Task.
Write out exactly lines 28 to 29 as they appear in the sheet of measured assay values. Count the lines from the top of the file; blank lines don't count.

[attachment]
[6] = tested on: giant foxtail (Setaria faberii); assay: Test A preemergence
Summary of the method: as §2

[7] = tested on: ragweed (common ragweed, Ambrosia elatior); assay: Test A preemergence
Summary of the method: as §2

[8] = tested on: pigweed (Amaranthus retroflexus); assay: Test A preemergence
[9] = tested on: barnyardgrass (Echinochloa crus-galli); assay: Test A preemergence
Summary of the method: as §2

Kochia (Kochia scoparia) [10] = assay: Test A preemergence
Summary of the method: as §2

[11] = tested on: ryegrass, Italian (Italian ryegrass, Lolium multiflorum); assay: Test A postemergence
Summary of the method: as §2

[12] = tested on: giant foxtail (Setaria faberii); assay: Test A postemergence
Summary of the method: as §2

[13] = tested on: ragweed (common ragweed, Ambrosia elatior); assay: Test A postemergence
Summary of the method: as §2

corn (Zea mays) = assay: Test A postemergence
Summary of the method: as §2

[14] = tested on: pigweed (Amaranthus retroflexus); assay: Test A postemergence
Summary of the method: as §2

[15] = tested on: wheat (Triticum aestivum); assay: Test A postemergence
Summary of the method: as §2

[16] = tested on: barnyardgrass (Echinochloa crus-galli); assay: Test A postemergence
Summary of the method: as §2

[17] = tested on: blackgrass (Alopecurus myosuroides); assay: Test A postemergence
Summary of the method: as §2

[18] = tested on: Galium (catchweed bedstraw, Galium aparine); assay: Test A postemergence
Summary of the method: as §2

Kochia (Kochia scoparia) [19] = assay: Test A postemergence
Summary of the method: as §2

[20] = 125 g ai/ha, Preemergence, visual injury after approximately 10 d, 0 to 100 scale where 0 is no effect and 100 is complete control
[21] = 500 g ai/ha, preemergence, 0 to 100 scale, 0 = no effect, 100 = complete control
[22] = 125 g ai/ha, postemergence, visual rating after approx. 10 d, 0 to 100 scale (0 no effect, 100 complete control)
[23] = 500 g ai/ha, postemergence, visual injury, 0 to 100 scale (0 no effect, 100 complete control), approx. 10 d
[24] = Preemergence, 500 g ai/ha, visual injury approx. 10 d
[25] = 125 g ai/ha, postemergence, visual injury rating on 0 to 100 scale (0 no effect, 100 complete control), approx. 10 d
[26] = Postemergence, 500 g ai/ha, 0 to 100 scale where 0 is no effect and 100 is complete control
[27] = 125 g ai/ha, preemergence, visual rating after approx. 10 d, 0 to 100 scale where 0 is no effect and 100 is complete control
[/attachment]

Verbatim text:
Kochia (Kochia scoparia) [19] = assay: Test A postemergence
Summary of the method: as §2